Transformative:
Impacts of Culture and Creativity

The evidence is clear: when people have opportunities to engage in some form of cultural or creative activity, they generally have better educational outcomes, are less lonely, are healthier both physically and mentally, and enjoy a happier and healthier life in old age.
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Individuals, communities, businesses, philanthropists and governments invest in and engage with arts and culture. Australian Bureau of Statistics data shows that almost all of us (82.4%) are attending cultural venues and events, and households are spending more than $25 billion a year on cultural goods and services. What are the impacts of this participation and investment? What benefits do they generate? What do we need to do to ensure these investments of time and money are sustained, relevant and effective into the future?

This is our second report, Transformative: Impacts of Culture and Creativity. It recognises some of the challenges Australia faces as a nation and asks, ‘what if creative and cultural activity could make a transformative contribution towards solving them?’

The report provides a snapshot of current research and findings about the positive impacts of artistic, creative and cultural activity on seven different parts of our lives and asks:

  • What are impacts of cultural and creative activity and participation?
  • What are some examples of impacts from around the world?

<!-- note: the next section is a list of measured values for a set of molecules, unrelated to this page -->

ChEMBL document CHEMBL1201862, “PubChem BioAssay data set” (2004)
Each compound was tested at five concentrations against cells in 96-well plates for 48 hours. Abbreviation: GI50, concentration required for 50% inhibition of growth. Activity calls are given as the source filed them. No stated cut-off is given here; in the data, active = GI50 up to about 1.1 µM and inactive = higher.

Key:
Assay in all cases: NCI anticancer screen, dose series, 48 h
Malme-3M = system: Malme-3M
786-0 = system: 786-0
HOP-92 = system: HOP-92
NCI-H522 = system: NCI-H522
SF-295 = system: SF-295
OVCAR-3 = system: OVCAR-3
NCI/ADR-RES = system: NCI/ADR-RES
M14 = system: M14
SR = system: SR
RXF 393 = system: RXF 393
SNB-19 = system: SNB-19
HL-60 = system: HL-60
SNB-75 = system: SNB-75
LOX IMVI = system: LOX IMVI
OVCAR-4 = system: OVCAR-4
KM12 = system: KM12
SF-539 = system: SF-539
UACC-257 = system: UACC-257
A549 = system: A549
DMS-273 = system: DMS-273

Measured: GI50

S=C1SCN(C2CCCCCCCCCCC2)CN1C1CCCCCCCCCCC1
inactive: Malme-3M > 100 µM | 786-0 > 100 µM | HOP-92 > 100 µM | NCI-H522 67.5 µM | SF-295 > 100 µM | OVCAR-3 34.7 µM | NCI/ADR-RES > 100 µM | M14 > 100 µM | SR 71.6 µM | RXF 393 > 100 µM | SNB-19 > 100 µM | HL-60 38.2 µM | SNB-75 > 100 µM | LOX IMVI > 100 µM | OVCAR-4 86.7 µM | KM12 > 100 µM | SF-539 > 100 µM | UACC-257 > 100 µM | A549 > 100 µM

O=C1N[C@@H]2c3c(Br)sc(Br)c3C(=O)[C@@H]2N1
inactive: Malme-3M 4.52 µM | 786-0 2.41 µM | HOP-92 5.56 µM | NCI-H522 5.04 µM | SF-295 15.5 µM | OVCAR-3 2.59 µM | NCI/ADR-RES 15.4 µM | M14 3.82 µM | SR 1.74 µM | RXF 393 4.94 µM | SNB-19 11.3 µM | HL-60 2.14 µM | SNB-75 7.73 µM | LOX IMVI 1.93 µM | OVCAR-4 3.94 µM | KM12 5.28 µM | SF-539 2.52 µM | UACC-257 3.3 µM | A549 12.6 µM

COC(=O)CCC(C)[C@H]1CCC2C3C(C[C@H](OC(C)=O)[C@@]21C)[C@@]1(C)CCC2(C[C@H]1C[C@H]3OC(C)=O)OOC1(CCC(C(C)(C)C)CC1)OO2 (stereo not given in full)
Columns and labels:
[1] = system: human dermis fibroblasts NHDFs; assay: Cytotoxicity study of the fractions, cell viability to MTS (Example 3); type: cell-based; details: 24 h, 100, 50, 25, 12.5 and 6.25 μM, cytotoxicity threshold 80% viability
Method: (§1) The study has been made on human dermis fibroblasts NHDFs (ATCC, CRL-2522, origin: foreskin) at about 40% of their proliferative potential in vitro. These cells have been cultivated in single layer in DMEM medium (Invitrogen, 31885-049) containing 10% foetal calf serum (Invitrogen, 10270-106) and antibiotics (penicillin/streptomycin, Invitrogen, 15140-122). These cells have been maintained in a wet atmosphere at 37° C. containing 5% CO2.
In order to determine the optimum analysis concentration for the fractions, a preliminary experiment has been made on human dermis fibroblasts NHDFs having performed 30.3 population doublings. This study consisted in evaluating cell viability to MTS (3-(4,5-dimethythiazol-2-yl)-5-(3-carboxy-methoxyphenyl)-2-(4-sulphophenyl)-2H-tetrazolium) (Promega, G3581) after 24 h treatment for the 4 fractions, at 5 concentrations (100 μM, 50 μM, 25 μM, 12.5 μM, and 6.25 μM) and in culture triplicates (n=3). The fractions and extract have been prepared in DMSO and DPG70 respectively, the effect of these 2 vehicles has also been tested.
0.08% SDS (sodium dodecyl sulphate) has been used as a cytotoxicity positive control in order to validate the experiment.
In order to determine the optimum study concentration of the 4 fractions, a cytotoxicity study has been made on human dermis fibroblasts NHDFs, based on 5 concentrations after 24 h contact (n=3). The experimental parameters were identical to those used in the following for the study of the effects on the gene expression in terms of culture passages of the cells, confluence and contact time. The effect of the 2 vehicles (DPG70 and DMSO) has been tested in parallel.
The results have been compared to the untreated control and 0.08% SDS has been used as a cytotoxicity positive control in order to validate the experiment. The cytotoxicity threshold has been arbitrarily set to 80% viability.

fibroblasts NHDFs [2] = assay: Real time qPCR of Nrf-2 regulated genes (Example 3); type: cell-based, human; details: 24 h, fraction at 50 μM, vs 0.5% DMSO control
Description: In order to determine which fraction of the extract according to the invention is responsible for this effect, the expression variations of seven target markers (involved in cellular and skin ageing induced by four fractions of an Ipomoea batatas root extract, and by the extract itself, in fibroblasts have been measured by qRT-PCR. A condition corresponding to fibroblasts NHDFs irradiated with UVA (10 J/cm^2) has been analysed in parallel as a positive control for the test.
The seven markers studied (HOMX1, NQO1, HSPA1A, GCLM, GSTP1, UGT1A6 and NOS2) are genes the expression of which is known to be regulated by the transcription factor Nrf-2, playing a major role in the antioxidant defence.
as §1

• What is Australia already doing and what could we do better?

Proven impacts of cultural and creative activities

Society and place: A range of studies have found that deliberately focusing cultural and creative activities on social cohesion impacts helps to build community, belonging, and trust; enhances empathy and inclusion; helps combat the growing issues of loneliness and isolation; assists individuals and communities to recover from disasters and trauma; and makes cities, suburbs and regions more liveable. OECD research has shown that a more cohesive society often also has a stronger and faster-growing GDP.

Economy:  Cultural and creative activities already make a significant contribution to Australia’s Gross Domestic Product (GDP) (6.4%) and Gross Value Added (5.6%), as well as employing 5.5% of the total workforce. Given that creative services such as design and game development are in hot demand globally—and these are areas in which Australia excels—there are significant opportunities for growth.

Innovation: Creative capability is demonstrably the driving force behind innovation-driven, economically-diversified economies. Preparing Australia for the future of work in the Fourth Industrial Revolution requires workers to develop skills in creativity. Engaging in creative and cultural activities has been found in global studies to help build the skills needed for these rapid changes.